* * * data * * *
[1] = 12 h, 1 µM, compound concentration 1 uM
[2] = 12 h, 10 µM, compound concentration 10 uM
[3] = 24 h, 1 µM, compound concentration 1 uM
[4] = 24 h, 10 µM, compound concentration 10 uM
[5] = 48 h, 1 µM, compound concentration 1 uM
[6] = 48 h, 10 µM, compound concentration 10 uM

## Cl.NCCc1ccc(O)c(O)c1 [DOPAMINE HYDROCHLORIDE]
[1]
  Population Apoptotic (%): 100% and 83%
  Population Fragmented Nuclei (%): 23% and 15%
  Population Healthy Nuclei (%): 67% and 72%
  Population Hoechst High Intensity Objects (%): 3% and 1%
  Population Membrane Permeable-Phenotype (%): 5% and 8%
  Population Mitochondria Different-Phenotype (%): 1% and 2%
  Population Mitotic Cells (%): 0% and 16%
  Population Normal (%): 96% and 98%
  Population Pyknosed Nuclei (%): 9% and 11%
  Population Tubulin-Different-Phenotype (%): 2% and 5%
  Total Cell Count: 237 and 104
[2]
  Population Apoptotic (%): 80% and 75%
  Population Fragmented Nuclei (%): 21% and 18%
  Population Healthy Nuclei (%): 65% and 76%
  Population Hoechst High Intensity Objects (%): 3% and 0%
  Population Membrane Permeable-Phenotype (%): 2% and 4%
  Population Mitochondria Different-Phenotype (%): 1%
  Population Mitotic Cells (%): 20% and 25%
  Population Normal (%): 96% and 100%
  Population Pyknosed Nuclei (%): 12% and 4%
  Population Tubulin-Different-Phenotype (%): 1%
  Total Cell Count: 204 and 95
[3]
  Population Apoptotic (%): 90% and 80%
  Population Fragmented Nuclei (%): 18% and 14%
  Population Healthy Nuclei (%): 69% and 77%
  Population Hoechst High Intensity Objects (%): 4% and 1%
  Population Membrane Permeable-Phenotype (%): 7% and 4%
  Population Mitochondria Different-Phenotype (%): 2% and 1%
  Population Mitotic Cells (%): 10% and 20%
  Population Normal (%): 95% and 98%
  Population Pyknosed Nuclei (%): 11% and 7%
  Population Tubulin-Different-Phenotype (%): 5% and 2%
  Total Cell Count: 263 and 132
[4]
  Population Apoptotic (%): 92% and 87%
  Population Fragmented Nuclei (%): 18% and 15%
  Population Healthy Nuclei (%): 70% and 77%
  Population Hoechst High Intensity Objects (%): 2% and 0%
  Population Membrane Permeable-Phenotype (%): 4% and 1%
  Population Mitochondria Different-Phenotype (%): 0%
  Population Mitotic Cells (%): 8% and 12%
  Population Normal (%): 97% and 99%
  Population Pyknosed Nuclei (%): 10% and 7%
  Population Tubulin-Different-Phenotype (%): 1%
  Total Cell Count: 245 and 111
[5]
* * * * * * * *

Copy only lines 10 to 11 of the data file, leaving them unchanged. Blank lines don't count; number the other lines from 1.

  Population Fragmented Nuclei (%): 23% and 15%
  Population Healthy Nuclei (%): 67% and 72%